Medical and Other Concerns
The concerns of most potential donors revolve around the risks of surgery and the consequences of living with only one kidney. The removal of a kidney (termed a nephrectomy) is a major surgical procedure. As such, some predictable medical risks are associated with it. In a healthy individual, these risks are typically small. All donors undergo an extensive evaluation to ensure their suitability for surgery. The transplant will only be scheduled if the transplant team feels confident that the health of a potential donor will not be jeopardized in any way.
Some conditions, such as smoking and severe obesity, add a significant risk factor to the donor’s surgery. It is required, therefore, that donors who smoke, stop smoking a minimum of three months prior to surgery. Some donors may be asked to participate in a weight-loss program. In addition, donors are screened carefully to determine if they are at increased risk of developing high blood pressure, diabetes or kidney disease in the months or years after surgery.
Only one kidney is necessary to provide good health and a normal life. Long-term medical consequences for kidney donors are very rare, and the donor can expect to live a normal life span with an excellent quality of life. Kidney donation does not impact a woman’s ability to have a normal pregnancy and childbirth. It is important, however, for the donor to avoid accidents that may damage the remaining kidney. Such accidents are usually the result of major trauma or severe sports injuries. Therefore, donors should avoid extreme contact sports and risky activities, such as boxing or tackle football.
Psychological and emotional considerations
Donation must be a voluntary act, with no monetary compensation or other forms of pressure or reward. The transplant team will have extensive discussions with the potential donor about his or her motivations and expectations. In particular, a donor must remember that success of the transplanted kidney cannot be guaranteed. A donor may feel regret or responsibility if the transplant does not turn out as well as anticipated.
Most donors believe that the emotional advantages of donating a kidney outweigh the disadvantages. Studies have shown that many donors experience an improved self-image and report a closer relationship with the recipient after the transplant.
The donor does not pay for his or her medical expenses, so it is not necessary that kidney donors have their own medical insurance at the time of transplant. The recipient’s insurance will be asked to pay for the costs of the donor evaluation, donor surgery, hospitalization and medications. In the small chance of immediate postoperative complications, the recipient’s insurance is also responsible for these costs. Most insurance plans pay for donor expenses in full.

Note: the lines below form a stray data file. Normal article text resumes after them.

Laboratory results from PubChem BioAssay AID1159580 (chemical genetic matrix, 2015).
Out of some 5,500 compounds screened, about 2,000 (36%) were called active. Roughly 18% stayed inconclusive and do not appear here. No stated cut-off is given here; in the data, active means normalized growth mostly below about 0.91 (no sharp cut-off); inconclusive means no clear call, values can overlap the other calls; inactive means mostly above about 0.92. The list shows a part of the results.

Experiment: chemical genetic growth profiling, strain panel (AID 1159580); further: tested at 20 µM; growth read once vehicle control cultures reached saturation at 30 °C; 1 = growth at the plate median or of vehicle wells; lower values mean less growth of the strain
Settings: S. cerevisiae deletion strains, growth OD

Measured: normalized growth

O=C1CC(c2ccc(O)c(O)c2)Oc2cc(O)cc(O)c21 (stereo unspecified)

Bills incurred by any potential kidney donor prior to transplant are sent to the Organ Transplant Department for payment; these costs are later forwarded to the recipient’s insurance at the time of the transplant. Charges for the surgery and costs after transplant are billed directly to the recipient’s insurance.
Although a donor does not pay for his or her medical expenses, he or she may be unable to work for as long as six weeks after the surgery. The donor must consider the financial impact of lost wages during the postoperative recovery period, as well as the possible additional costs for travel to Seattle, lodging and childcare. Occasionally, the recipient’s insurance plan will allocate funds for the donor’s lodging and travel expenses, but none give compensation for lost wages. A potential donor should check with his or her employer to see if short-term disability, annual leave or organ-donor leave benefits are available.
The Organ Transplant Program’s social workers will discuss these financial issues with the potential donor. They can assist in finding resources that may help pay for nonmedical expenses.
Donating a kidney is not financially possible for everyone. The transplant team understands and respects the need to decline based on financial or other reasons.
Transplant Program1101 Madison
First Hill Campus, Suite 200
Seattle, WA 98104
Phone: 206-386-3660 or 1-800-99ORGAN (1-800-996-7426)
8 a.m. - 5 p.m.
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